Lisbon: War in the Shadows of the City of Light, 1939-1945

Most of the Portuguese history books I’ve read dealt with older events and times in the country’s history- the 1755 earthquake, Henry the Navigator, the Templars, etc.  This is the first modern history book I’ve found about Portugal.  While many younger people may regard World War II as ancient history, let me assure you, in a history that goes back thousands of years, World War II is modern.

Neill Lochery’s book gives a fascinating look at António de Oliveira Salazar’s efforts to maintain neutrality during World War II while playing both the Allies and the Axis powers to the benefit of Portugal.  Initially, Salazar’s insistence that Portugal remain neutral during the conflict was built around his fears that either Germany or Spain would invade his country, and that Great Britain, Portugal’s oldest ally, would not be able to help the country if an invasion did happen.  His fears were valid; Spain actually had plans in place to invade Portugal, but never followed through with them.

Lisbon, as Portugal’s largest and most important city, was awash with Allied and German spies during the war, each side monitoring the other’s activities.  Among the agents was a young British Intelligence agent named Ian Fleming, whose Casino Royale, the first James Bond novel, drew heavily on his time in Portugal.

Additionally, Lisbon was crowded with refugees, many of them Jewish, who were fleeing Nazi persecution in their home countries.  Several chapters describe the events of various organizations to help Jews escape the war through Lisbon.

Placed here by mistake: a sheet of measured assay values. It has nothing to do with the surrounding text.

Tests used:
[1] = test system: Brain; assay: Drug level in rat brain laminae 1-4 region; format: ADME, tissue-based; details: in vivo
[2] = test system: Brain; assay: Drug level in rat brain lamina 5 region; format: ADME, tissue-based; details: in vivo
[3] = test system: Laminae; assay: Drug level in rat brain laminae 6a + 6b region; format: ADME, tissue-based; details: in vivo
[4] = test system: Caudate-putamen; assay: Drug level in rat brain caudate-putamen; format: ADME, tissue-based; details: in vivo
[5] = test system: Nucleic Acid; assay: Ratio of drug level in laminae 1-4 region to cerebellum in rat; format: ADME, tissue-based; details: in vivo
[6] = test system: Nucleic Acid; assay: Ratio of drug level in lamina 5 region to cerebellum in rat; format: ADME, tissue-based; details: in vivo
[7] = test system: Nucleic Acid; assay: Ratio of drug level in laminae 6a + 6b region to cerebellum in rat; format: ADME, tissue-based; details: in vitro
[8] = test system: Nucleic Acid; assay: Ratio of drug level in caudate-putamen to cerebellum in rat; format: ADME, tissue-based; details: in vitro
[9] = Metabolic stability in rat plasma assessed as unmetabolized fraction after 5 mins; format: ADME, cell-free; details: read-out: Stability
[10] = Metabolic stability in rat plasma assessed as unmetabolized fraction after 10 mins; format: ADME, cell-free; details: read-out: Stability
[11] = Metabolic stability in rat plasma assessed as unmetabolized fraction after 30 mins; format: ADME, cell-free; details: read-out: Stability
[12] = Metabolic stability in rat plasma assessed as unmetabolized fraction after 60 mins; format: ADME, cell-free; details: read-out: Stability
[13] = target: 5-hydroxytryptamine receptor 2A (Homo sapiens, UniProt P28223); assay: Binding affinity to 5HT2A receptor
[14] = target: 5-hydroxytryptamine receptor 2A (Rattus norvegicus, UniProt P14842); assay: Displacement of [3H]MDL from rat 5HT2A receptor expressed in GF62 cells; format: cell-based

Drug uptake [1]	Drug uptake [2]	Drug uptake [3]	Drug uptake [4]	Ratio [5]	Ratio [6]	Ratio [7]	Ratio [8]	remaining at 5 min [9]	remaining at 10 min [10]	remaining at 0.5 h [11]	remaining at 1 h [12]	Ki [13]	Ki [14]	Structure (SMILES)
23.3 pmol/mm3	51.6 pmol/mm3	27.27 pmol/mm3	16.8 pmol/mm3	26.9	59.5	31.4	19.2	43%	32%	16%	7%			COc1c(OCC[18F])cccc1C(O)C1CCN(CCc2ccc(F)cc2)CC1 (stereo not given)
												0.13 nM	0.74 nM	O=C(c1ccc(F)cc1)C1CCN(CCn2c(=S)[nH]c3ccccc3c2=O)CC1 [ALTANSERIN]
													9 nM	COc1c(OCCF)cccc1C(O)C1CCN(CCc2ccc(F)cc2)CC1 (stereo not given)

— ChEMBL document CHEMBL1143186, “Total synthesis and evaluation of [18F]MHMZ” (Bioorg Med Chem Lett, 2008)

While remaining militarily neutral, Salazar had no qualms about selling wolfram, also known as tungsten, to Nazi Germany.  Because counterfeit currency was common, and the value of the currency fluctuated wildly, Salazar insisted that the wolfram be paid for with gold.  By the end of the war, Portugal’s gold reserves increased from 63.4 tons at the beginning of the war to 356.5 tons near the end of 1945, much of it Nazi gold.

The story of wolfram and Nazi gold is the most fascinating part of the book for me.  Much of the gold was taken by the Nazis from the occupied countries’ banks.  Some also was obtained during the Nazi persecution of Europe’s Jews.  While the Allies insisted that the neutral countries return the gold to the countries of origin after the war, Salazar negotiated an agreement where only 3 tons of an estimated 122 tons of Nazi gold was returned.  It’s a fascinating story.

While the book focuses on Salazar, wolfram and Nazi gold, there are plenty of other side stories to keep you interested.  One chapter covers the Duke and Duchess of Windsor’s attempt to return to Great Britain from France, Peggy Guggenheim and Max Ernst’s similar escape from Burgundy, and the death of Hollywood star Leslie Howard, when the plane he was returning to Great Britain in was shot down by Nazi fighters.